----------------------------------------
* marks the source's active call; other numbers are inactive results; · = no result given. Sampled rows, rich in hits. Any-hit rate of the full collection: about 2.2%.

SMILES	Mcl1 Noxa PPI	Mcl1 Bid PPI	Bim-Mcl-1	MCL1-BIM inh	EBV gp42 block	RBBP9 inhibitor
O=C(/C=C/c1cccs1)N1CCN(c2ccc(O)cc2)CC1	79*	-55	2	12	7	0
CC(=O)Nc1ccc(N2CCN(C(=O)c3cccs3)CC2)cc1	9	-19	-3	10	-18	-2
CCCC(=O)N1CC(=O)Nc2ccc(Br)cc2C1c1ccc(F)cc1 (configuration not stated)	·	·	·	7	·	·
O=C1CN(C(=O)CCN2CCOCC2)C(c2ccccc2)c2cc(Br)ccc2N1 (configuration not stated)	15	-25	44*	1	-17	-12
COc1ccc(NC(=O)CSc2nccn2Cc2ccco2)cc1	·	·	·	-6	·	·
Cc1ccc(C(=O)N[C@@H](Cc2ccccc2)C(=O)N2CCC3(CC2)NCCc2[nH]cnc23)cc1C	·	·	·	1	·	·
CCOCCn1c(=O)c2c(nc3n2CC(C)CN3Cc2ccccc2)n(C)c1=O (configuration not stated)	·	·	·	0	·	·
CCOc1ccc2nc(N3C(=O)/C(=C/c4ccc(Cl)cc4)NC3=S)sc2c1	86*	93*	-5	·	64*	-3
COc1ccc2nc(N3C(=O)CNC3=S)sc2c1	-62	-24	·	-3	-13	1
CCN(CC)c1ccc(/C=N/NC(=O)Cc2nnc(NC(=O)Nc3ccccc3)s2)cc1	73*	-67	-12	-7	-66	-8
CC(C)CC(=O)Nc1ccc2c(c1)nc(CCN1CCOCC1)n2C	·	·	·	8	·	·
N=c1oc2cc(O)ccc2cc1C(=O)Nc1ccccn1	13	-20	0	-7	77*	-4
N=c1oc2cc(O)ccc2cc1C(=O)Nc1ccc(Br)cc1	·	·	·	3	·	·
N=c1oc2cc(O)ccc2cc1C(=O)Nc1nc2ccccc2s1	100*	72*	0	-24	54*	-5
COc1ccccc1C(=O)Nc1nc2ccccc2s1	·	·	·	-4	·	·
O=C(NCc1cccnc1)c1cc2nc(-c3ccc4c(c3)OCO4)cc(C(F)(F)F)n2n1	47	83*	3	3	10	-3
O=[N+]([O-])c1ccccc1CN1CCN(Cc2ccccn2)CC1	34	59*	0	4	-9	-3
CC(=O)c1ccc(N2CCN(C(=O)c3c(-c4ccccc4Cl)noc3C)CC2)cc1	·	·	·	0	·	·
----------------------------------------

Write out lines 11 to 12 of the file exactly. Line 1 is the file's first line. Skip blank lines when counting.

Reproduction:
COc1ccc2nc(N3C(=O)CNC3=S)sc2c1	-62	-24	·	-3	-13	1
CCN(CC)c1ccc(/C=N/NC(=O)Cc2nnc(NC(=O)Nc3ccccc3)s2)cc1	73*	-67	-12	-7	-66	-8